Negative externalities

When there are negative externalities, it means that the producer does not bear all the costs, resulting in excess production. With positive externalities, the buyer does not get all the benefits of the good, resulting in a decrease in production. Let’s look at an example of a negative externality from a factory that produces widgets. Remember, it pollutes the environment during the production process. The cost of pollution is not borne by the factory, but is shared by society.

If the negative externality is taken into account, the cost of the widget would be higher. This would result in a decrease in production and a more efficient balance. In this case, the market failure would be too much production and a price that did not match the real cost of production, as well as high levels of contamination.

Positive externalities

Now let’s take a look at the relationship between positive externalities like education and market failure. Obviously, the person being educated benefits and pays for this cost. However, there are positive externalities beyond the person being educated, such as a smarter and more knowledgeable citizenry, higher tax revenue from higher-paying jobs, less crime, and more stability. All of these factors are positively correlated with levels of education. These benefits to society are not accounted for when the consumer considers the benefits of education.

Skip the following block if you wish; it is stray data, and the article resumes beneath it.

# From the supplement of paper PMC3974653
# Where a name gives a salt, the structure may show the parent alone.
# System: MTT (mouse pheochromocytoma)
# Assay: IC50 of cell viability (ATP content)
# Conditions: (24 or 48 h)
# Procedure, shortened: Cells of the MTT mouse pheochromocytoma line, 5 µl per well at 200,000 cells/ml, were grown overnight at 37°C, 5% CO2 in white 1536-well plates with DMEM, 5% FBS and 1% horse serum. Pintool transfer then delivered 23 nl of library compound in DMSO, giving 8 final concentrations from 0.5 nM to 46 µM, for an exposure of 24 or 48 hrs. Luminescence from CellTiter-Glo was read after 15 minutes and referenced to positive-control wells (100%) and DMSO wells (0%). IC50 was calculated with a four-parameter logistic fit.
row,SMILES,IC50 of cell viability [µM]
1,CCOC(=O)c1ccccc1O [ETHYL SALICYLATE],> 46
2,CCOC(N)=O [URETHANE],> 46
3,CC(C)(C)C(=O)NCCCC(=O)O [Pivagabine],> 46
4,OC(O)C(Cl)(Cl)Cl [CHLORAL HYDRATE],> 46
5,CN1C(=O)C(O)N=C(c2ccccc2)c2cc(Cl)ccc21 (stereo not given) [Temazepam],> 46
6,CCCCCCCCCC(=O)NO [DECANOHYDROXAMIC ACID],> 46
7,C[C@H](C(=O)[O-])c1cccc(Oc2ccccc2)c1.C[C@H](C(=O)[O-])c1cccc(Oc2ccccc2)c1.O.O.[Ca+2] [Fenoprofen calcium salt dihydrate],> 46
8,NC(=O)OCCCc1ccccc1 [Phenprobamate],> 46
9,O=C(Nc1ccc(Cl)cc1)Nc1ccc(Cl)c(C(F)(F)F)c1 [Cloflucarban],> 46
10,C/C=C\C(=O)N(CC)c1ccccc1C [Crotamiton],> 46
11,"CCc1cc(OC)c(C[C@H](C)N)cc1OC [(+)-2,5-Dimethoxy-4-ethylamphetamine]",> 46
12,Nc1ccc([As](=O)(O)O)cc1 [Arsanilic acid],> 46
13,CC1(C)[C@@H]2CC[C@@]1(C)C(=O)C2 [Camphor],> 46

Therefore, education would be underconsumed relative to its equilibrium level if these benefits are taken into account. Clearly, policymakers should seek to subsidize markets with positive externalities and punish those with negative externalities.


However, an obstacle for policy makers is the difficulty of quantifying externalities to increase or decrease consumption or production. In the case of pollution, policymakers have tested tools, including mandates, incentives, penalties, and taxes, that would result in higher production costs for polluting companies. For education, policymakers have sought to increase consumption with subsidies, access to credit, and public education.

In addition to positive and negative externalities, some other reasons for market failures include lack of public goods, insufficient supply of goods, excessively severe penalties, and monopolies. Markets are the most efficient way to allocate resources with the assumption that all costs and benefits are accounted for in the price. When this is not the case, significant costs are imposed on society, as there will be underproduction or overproduction.

The bottom line

Being aware of externalities is an important step in fighting market failures. While it is necessary to respect the price discovery and resource allocation mechanisms of markets, market equilibrium is a balance between costs and benefits for the producer and the consumer. It has no third party effects. Therefore, it is the responsibility of policy makers to adjust costs and benefits optimally.


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Mark Holland